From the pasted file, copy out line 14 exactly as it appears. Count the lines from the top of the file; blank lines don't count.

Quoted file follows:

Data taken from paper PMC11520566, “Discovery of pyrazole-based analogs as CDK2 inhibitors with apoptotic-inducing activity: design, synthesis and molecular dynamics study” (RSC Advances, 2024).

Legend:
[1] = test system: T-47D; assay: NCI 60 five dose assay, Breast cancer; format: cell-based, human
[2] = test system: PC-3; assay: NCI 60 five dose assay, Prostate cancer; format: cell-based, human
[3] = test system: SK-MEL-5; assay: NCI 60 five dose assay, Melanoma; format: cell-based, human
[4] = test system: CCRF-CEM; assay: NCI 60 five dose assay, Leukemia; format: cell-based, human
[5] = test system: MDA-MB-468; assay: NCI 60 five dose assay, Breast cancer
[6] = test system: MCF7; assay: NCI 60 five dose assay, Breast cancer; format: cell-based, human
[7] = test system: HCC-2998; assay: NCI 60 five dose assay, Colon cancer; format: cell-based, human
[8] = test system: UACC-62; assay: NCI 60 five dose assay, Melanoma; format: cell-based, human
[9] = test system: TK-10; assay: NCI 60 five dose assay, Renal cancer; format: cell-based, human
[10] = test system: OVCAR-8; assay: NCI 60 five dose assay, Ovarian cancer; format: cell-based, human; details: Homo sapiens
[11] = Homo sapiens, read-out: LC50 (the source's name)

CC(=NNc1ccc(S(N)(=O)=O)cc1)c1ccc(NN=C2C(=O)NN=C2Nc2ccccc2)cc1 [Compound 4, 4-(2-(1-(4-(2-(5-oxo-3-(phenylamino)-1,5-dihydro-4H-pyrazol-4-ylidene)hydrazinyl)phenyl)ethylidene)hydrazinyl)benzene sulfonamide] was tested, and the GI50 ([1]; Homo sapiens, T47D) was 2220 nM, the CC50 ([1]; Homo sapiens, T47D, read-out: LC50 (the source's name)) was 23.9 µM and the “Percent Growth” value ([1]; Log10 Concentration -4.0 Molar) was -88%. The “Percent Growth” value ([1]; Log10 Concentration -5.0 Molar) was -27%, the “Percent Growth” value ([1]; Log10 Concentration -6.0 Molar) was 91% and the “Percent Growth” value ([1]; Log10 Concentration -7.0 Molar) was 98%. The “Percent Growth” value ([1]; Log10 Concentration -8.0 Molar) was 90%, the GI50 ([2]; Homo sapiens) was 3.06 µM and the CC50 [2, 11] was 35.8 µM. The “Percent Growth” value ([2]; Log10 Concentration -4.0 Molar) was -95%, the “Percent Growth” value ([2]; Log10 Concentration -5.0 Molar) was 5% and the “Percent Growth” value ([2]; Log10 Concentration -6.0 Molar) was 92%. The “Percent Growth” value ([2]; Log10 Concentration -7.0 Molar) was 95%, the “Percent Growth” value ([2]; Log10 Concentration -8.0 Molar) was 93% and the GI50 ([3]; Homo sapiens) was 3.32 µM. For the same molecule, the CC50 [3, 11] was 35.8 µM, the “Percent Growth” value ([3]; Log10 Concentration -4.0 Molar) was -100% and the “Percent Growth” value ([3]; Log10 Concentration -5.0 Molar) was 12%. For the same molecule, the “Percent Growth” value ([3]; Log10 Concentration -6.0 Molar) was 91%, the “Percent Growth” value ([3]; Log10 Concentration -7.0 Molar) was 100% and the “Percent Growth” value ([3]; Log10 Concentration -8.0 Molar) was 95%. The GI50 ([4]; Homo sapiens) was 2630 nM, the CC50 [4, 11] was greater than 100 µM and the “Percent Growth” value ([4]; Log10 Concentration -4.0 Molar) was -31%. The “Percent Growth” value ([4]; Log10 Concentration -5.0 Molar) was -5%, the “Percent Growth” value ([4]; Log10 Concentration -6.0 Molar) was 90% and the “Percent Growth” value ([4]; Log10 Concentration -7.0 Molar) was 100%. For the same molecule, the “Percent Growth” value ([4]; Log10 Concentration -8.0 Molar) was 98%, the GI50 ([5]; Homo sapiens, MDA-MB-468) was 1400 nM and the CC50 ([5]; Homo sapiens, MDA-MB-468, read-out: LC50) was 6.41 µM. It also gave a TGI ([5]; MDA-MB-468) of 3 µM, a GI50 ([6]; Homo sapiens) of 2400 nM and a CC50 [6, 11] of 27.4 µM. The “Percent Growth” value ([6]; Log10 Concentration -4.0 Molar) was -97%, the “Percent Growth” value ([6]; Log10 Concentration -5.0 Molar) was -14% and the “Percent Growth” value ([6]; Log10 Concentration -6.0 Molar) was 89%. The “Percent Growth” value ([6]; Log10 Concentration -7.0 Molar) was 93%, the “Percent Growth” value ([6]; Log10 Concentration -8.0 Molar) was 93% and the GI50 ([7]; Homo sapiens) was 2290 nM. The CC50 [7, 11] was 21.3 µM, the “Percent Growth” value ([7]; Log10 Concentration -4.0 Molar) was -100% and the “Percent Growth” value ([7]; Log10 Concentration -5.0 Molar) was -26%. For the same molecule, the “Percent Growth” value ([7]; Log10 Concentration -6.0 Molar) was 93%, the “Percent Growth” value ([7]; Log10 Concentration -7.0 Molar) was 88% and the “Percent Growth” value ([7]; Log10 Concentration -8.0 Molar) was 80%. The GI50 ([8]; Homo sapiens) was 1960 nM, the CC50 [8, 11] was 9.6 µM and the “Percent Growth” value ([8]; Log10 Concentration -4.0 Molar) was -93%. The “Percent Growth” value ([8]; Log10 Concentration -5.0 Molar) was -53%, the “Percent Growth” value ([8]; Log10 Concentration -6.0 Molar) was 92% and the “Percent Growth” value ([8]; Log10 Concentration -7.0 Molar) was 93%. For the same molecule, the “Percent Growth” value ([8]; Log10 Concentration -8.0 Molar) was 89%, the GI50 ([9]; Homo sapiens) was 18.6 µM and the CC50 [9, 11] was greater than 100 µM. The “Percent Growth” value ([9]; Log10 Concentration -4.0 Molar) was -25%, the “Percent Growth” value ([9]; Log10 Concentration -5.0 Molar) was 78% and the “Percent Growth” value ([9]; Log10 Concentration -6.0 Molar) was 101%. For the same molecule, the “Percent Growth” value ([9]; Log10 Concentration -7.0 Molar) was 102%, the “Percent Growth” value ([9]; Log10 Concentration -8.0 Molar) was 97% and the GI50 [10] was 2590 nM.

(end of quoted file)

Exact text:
CC(=NNc1ccc(S(N)(=O)=O)cc1)c1ccc(NN=C2C(=O)NN=C2Nc2ccccc2)cc1 [Compound 4, 4-(2-(1-(4-(2-(5-oxo-3-(phenylamino)-1,5-dihydro-4H-pyrazol-4-ylidene)hydrazinyl)phenyl)ethylidene)hydrazinyl)benzene sulfonamide] was tested, and the GI50 ([1]; Homo sapiens, T47D) was 2220 nM, the CC50 ([1]; Homo sapiens, T47D, read-out: LC50 (the source's name)) was 23.9 µM and the “Percent Growth” value ([1]; Log10 Concentration -4.0 Molar) was -88%. The “Percent Growth” value ([1]; Log10 Concentration -5.0 Molar) was -27%, the “Percent Growth” value ([1]; Log10 Concentration -6.0 Molar) was 91% and the “Percent Growth” value ([1]; Log10 Concentration -7.0 Molar) was 98%. The “Percent Growth” value ([1]; Log10 Concentration -8.0 Molar) was 90%, the GI50 ([2]; Homo sapiens) was 3.06 µM and the CC50 [2, 11] was 35.8 µM. The “Percent Growth” value ([2]; Log10 Concentration -4.0 Molar) was -95%, the “Percent Growth” value ([2]; Log10 Concentration -5.0 Molar) was 5% and the “Percent Growth” value ([2]; Log10 Concentration -6.0 Molar) was 92%. The “Percent Growth” value ([2]; Log10 Concentration -7.0 Molar) was 95%, the “Percent Growth” value ([2]; Log10 Concentration -8.0 Molar) was 93% and the GI50 ([3]; Homo sapiens) was 3.32 µM. For the same molecule, the CC50 [3, 11] was 35.8 µM, the “Percent Growth” value ([3]; Log10 Concentration -4.0 Molar) was -100% and the “Percent Growth” value ([3]; Log10 Concentration -5.0 Molar) was 12%. For the same molecule, the “Percent Growth” value ([3]; Log10 Concentration -6.0 Molar) was 91%, the “Percent Growth” value ([3]; Log10 Concentration -7.0 Molar) was 100% and the “Percent Growth” value ([3]; Log10 Concentration -8.0 Molar) was 95%. The GI50 ([4]; Homo sapiens) was 2630 nM, the CC50 [4, 11] was greater than 100 µM and the “Percent Growth” value ([4]; Log10 Concentration -4.0 Molar) was -31%. The “Percent Growth” value ([4]; Log10 Concentration -5.0 Molar) was -5%, the “Percent Growth” value ([4]; Log10 Concentration -6.0 Molar) was 90% and the “Percent Growth” value ([4]; Log10 Concentration -7.0 Molar) was 100%. For the same molecule, the “Percent Growth” value ([4]; Log10 Concentration -8.0 Molar) was 98%, the GI50 ([5]; Homo sapiens, MDA-MB-468) was 1400 nM and the CC50 ([5]; Homo sapiens, MDA-MB-468, read-out: LC50) was 6.41 µM. It also gave a TGI ([5]; MDA-MB-468) of 3 µM, a GI50 ([6]; Homo sapiens) of 2400 nM and a CC50 [6, 11] of 27.4 µM. The “Percent Growth” value ([6]; Log10 Concentration -4.0 Molar) was -97%, the “Percent Growth” value ([6]; Log10 Concentration -5.0 Molar) was -14% and the “Percent Growth” value ([6]; Log10 Concentration -6.0 Molar) was 89%. The “Percent Growth” value ([6]; Log10 Concentration -7.0 Molar) was 93%, the “Percent Growth” value ([6]; Log10 Concentration -8.0 Molar) was 93% and the GI50 ([7]; Homo sapiens) was 2290 nM. The CC50 [7, 11] was 21.3 µM, the “Percent Growth” value ([7]; Log10 Concentration -4.0 Molar) was -100% and the “Percent Growth” value ([7]; Log10 Concentration -5.0 Molar) was -26%. For the same molecule, the “Percent Growth” value ([7]; Log10 Concentration -6.0 Molar) was 93%, the “Percent Growth” value ([7]; Log10 Concentration -7.0 Molar) was 88% and the “Percent Growth” value ([7]; Log10 Concentration -8.0 Molar) was 80%. The GI50 ([8]; Homo sapiens) was 1960 nM, the CC50 [8, 11] was 9.6 µM and the “Percent Growth” value ([8]; Log10 Concentration -4.0 Molar) was -93%. The “Percent Growth” value ([8]; Log10 Concentration -5.0 Molar) was -53%, the “Percent Growth” value ([8]; Log10 Concentration -6.0 Molar) was 92% and the “Percent Growth” value ([8]; Log10 Concentration -7.0 Molar) was 93%. For the same molecule, the “Percent Growth” value ([8]; Log10 Concentration -8.0 Molar) was 89%, the GI50 ([9]; Homo sapiens) was 18.6 µM and the CC50 [9, 11] was greater than 100 µM. The “Percent Growth” value ([9]; Log10 Concentration -4.0 Molar) was -25%, the “Percent Growth” value ([9]; Log10 Concentration -5.0 Molar) was 78% and the “Percent Growth” value ([9]; Log10 Concentration -6.0 Molar) was 101%. For the same molecule, the “Percent Growth” value ([9]; Log10 Concentration -7.0 Molar) was 102%, the “Percent Growth” value ([9]; Log10 Concentration -8.0 Molar) was 97% and the GI50 [10] was 2590 nM.